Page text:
def hashlookup(v):
"""mac on brone -- limit: v < 2**131"""
#    def prepareTable(max_log2=130) :
#        hash_table = {}
#        for p in range(1, max_log2) :
#            hash_table[2**p] = p
#        return hash_table

global hash_table
return hash_table[v]

def lookup(v):
"""brone -- limit: v < 2**11"""
#    def prepareTable(max_log2=10) :
#        log2s_table=[0]*((1<<max_log2)+1)
#        for i in range(max_log2+1):
#            log2s_table[1<<i]=i
#        return tuple(log2s_table)

global log2s_table
return log2s_table[v]

def bitwise(v):
"""Mark Byers -- limit: v < 2**32"""
b = (0x2, 0xC, 0xF0, 0xFF00, 0xFFFF0000)
S = (1, 2, 4, 8, 16)
r = 0
for i in range(4, -1, -1) :
if (v & b[i]) :
v >>= S[i];
r |= S[i];
return r

def unrolled_bitwise(v):
"""x4u on Mark Byers -- limit:   v < 2**33"""
r = 0;
if v > 0xffff :
v >>= 16
r = 16;
if v > 0x00ff :
v >>=  8
r += 8;
if v > 0x000f :
v >>=  4
r += 4;
if v > 0x0003 :
v >>=  2
r += 2;
return r + (v >> 1)

def ilog(v):
"""Gregory Maxwell - (Original code: B. Terriberry) -- limit: v < 2**32"""
ret = 1
m = (not not v & 0xFFFF0000) << 4;
v >>= m;
ret |= m;
m = (not not v & 0xFF00) << 3;
v >>= m;
ret |= m;
m = (not not v & 0xF0) << 2;
v >>= m;
ret |= m;
m = (not not v & 0xC) << 1;
v >>= m;
ret |= m;
ret += (not not v & 0x2);
return ret - 1;

# following table is equal to "return hashlookup.prepareTable()"
hash_table = {...} # numbers have been cut out to avoid cluttering the post

# following table is equal to "return lookup.prepareTable()" - cached for speed
log2s_table = (...) # numbers have been cut out to avoid cluttering the post
``````
-
 Every execution successive to the first of `logm` can be sped up by 25%¹ by calculating `log2 = log(2)` outside the function, then replacing `return int(log(v, 2))` with `return int(log(v)/log2)`. --- ¹Measured through trivial application of `timeit.timeit()` – badp Feb 14 '10 at 15:11 @bp - Nice! I changed the code, re-ran the tests, and edited my answer accordingly. – mac Feb 14 '10 at 17:19 @mac: On my machine, your counter function isn't nearly as fast as logm. Also, your counter function can be improved slightly by starting r at 0 and looping while v > 1 and simply returning when the loop is done (this gets rid of the if inside the loop). – John Y Feb 14 '10 at 19:45 @ John Y - I modified and re-timed the function according to your comment (thank you). As for the counter having a significantly different performance on your machine, my only hypothesis (and I wish to underline it is just an hypothesis I am not able to verify) is that it could depend from either having a different python version (I am using python 2.6.4 compiled with GCC 4.4.1 on a linux box) or from having a processor with a different set of instructions (I am on a Core2 T7400 @ 2.16 GHz). Anybody else reading this and wishing to share their performance? – mac Feb 14 '10 at 22:07 @mac: For bitwise, you've mistranslated the for loop from C. Notice that i >= 0, so you need range(4, -1, -1). Of course, with such a small range (and for a slight performance enhancement), you might as well just use the literal (4, 3, 2, 1, 0). Correctly translated, bitwise works for 32-bit values. – John Y Feb 18 '10 at 3:17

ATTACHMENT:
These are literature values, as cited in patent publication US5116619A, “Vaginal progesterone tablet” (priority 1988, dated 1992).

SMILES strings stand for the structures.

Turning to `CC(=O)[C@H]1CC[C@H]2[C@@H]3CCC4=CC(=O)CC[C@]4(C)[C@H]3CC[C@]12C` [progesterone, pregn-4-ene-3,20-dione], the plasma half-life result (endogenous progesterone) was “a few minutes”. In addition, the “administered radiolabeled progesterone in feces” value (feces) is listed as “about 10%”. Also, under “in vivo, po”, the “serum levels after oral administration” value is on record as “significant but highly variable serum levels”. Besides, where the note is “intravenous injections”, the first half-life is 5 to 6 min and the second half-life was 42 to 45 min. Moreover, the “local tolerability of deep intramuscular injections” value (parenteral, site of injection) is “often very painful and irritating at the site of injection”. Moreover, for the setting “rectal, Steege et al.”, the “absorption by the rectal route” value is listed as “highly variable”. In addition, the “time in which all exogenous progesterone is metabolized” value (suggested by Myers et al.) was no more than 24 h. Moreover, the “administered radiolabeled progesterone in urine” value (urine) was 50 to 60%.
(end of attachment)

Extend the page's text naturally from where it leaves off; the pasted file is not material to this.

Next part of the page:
It seems like the range is known. Let's assume it goes up to 1<<20, just to make it more interesting:

``````max_log2=20
``````

So make a list that (in effect) maps an integer to its base 2 logarithm. The following will do the trick:

``````log2s_table=[0]*((1<<max_log2)+1)
for i in range(max_log2+1):
log2s_table[1<<i]=i
``````

(This doesn't do anything useful for numbers that aren't powers of two; the problem statement suggests they don't need to be handled. Would be easy enough to fix that though.)

The function to get the logarithm is very simple, and could easily be inlined:

``````def table(v):
return log2s_table[v]
``````

I can't guarantee that the test code I wrote is exactly the same as the one being used to get the example timings, but this is rather quicker than the `stringcount` code:

``````stringcount: 0.43 s.
table: 0.16 s.
``````

Since all the values in the table are less than 256, I wondered whether using a string instead of a list would be quicker, or maybe an `array.array` of bytes, but no dice:

``````string: 0.25 s.
arr: 0.21 s.
``````